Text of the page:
Physalis: Tomato’s Wild Cousin
I discovered ground cherries quite by accident.
It was back in the last century. I raided a particular field annually for smilax tips and noticed the ground cherries in blossom. That prompted me to returned later in the season to collect them. Unfortunately that field is now a residential neighborhood. While ground cherries are a common plant one has to look for them. They blend in well and don’t announce themselves. Even their blossoms are sotto voce. The blossoms like to look down and this one, right, had to be coaxed into a picture.
Ground cherries, locally Physalis walteri, (FEE-sa-lis wall-TEER-ee) are related to tomatoes and tomatillos. Physalis means “bladder” referring to the enclosed fruit. The Physalis is found in the Old World as well as the New World. There are nine species in here in Florida and you would be hard pressed to tell some of them apart. The local Indians used them interchangeably.
After discovering my local ground cherry inland I then noticed some on the east coast of Florida. They looked similar (both had blossoms with and without purple throats.) Inland they were P. walteri, and on the coast P. viscosa. I had two different books of Florida wild flowers with good descriptions. Yet I could not tell these two species apart, even after taking into account the blossom variation. I went to a third book and found out why. They are the same species. One book called it P. walteri and did not mention any other names, and the other book called it P. viscosa again also did not include any other names. Sometimes you want to strangle botanists…
That would mean Physalis viscosa means “sticky bladder” and P. walteri means “Walter’s Bladder.” Who “Walter” was I do not know but many such plants are often named for Thomas Walter, an 18th century South Carolina botanist. Another ground cherry I’ve found tasty is the Coastal Ground Cherry (Physalis angustifolia) that I have found on the west coast of Florida.
The fruit is edible raw or cooked, as in pies or preserves. The fruit can fall from the plant before it is ripe. That usually takes a week or two or more until the husk has dried and the fruit a golden yellow to orange. Each fruit is wrapped in a husk that is NOT edible. The fruit will store several weeks if left in the husk. Unripe fruit — light green — is toxic. Ripe fruits are light to golden yellow. If any ripe fruit has a bitter aftertaste should be cooked first. If it is still bitter after cooking, don’t eat it.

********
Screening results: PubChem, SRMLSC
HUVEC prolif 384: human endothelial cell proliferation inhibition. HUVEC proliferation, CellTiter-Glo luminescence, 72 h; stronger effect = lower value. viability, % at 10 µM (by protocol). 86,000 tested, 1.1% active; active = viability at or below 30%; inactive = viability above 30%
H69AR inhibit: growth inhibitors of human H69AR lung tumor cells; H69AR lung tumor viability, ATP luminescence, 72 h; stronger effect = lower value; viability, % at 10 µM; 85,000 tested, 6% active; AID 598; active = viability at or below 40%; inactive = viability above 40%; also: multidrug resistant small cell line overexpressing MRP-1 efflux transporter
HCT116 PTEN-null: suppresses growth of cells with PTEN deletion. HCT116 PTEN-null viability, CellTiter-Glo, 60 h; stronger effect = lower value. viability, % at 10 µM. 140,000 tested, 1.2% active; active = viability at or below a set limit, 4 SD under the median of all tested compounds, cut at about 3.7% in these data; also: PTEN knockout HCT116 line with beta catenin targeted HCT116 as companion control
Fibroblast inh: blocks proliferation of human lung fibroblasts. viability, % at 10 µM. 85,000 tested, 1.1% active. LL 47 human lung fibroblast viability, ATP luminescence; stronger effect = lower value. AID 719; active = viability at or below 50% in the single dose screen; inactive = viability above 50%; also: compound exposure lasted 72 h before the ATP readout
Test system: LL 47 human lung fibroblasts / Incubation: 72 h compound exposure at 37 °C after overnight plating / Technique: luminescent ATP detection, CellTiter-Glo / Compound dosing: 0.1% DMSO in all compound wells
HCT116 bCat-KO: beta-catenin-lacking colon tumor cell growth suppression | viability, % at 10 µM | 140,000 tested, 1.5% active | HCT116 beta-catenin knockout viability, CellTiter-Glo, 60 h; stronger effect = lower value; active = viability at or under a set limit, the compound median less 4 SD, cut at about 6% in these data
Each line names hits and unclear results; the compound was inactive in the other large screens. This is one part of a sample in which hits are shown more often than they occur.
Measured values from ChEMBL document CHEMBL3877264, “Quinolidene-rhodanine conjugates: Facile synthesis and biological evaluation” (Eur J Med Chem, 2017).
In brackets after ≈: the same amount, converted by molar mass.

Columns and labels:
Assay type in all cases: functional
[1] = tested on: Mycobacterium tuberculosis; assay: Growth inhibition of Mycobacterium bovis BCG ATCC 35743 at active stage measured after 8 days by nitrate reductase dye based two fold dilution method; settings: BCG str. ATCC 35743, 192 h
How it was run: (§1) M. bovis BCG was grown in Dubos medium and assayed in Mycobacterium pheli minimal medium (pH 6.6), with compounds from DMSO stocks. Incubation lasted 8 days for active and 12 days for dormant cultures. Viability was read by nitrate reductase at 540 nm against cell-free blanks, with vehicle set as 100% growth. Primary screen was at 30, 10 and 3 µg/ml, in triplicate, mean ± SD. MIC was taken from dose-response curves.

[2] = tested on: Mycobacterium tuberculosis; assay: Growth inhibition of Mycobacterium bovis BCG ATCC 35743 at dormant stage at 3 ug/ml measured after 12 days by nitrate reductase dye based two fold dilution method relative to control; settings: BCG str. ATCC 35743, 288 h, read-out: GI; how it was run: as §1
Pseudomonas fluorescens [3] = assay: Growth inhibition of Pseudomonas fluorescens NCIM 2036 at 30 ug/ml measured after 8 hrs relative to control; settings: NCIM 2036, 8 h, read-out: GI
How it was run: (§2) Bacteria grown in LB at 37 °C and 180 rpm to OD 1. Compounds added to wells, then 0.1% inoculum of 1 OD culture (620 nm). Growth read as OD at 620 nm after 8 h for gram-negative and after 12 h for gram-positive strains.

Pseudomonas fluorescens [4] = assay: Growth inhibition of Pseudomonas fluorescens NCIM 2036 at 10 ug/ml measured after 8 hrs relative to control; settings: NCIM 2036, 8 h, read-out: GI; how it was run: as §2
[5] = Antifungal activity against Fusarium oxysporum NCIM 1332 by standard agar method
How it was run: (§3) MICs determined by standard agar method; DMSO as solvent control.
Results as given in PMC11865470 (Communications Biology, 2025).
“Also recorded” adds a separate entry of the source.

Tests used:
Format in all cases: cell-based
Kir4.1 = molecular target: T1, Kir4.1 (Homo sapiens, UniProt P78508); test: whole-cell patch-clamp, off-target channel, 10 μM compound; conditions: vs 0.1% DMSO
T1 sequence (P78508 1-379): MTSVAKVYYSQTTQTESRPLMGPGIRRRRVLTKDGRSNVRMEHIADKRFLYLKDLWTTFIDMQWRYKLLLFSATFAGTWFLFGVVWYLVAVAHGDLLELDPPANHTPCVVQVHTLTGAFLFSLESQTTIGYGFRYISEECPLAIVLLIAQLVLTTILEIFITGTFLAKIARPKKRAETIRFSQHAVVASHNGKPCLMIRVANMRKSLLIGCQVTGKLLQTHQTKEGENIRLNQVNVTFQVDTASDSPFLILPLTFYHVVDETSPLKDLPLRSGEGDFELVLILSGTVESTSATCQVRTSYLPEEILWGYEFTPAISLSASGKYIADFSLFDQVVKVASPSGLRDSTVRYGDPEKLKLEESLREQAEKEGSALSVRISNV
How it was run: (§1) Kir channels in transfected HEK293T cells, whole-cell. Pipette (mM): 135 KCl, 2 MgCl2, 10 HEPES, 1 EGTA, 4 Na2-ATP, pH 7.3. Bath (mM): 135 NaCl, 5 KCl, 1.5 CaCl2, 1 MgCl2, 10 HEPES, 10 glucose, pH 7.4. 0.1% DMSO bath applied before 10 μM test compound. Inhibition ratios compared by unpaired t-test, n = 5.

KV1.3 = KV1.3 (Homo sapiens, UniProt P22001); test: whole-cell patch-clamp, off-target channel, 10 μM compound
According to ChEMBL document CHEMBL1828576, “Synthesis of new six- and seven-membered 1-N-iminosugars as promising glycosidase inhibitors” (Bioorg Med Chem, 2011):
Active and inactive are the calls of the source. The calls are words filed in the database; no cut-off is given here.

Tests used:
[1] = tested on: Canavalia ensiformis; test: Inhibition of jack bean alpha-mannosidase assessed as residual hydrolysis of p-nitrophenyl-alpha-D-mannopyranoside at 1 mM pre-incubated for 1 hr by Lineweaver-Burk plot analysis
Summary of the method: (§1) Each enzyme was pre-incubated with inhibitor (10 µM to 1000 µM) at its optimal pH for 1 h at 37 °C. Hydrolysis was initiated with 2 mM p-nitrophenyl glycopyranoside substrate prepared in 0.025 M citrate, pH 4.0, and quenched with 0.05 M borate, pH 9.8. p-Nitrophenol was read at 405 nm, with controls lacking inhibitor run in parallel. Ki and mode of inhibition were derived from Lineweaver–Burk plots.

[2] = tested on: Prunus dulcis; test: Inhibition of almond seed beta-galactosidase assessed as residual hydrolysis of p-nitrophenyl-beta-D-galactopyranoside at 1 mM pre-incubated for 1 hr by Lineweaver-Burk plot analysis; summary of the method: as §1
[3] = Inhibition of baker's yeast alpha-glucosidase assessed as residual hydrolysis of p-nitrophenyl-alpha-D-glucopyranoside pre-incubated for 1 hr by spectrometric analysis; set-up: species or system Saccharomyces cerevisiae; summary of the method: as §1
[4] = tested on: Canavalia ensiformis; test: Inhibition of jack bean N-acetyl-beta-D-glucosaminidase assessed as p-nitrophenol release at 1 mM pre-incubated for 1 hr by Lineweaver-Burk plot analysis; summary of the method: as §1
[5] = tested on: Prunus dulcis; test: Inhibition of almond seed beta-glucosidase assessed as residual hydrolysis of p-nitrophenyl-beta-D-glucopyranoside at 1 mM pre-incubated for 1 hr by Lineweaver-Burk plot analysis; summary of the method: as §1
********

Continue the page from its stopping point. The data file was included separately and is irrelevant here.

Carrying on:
Linguistically the plant has had quite a diverse journey with nearly every country and language having its own (or several) names for the encased fruit. The ancient Greeks used halikakabon and pheesalis (bladder and swelling) the latter was translated into Dead Latin as visicaria. The Italians used halicacabo uolgare and the French halicacabon comun, both of which mean “common bladder.” In Italy they are now called Coralli (coral) and Palloncini (balloons.) Farther north they were called winter chirir ((winter cherry) Judenkirsen (Jew’s Cherry) and Schlutten (ground cherry in 1542 German) They were also called Judendocken (Jew’s bundle) Judenhutlin (a variation of Jew’s hat) and that got mangled into the English Jerusalem Cherry, which is still used. The Aztecs called it tomatl (source for the words tomato and tomatillo.) In Hawaii it is called Poha.
Other names used include Alkekengi (which is cultivated) Barbados Gooseberry, cherry tomato, Chinese Lantern, husk tomato, Japanese Lantern, strawberry tomato, tomatillo, wild cherry, winter cherry and Cape Gooseberry. Several other Physalis fruits have been used for food: P. ixocarpa, P. fendleri, P. heterophylla, P. lanceoleta, P. longifolia, P. neomexicana, P. pruinosa, P. pubescens, P. turbinata, P. virginiana, and P. angulata , the latter which is also found locally, growing to more than two feet tall and wide.
Fruit photos by Sybaritica.
Green Deane’s “Itemized” Plant Profile
IDENTIFICATION: P. walteri/P.viscosa: Fruit is a yellowish sticky berry that does not fill the husk, solitary growing from the leaf’s axil. Leaves are entire or wavy and angled, sometimes toothed. Flowers are yellow with dark centers, purplish antlers, or no dark centers. Entire plant covered with fine hairs, entire plant sometimes appears gray. All the P. angulatas I’ve seen had toothy leaves like the photo at left and strong branching stems.
TIME OF YEAR: Blossoms in late spring fruits towards fall, however in Florida it can have two seasons, summer and fall.
ENVIRONMENT: Old fields, sunny woods, bordering streams, cultivated fields, waste ground, railroads, road sides; full sun to some shade. Low growing, often overlooked. It likes water and humidity.
METHOD OF PREPARATION: When ripe raw or cooked like any fruit, pectin needs to be added to make jelly or jam. Species with a bitter after taste are better cooked. If bitter after cooking do not eat. Some foraging books say the fruit does not ripen on the plants but I have found and eaten many that were. More so, like a tomato while it will ripen off the plant it will not improve in sweetness off the plant. Only ripening on the plant accomplishes that.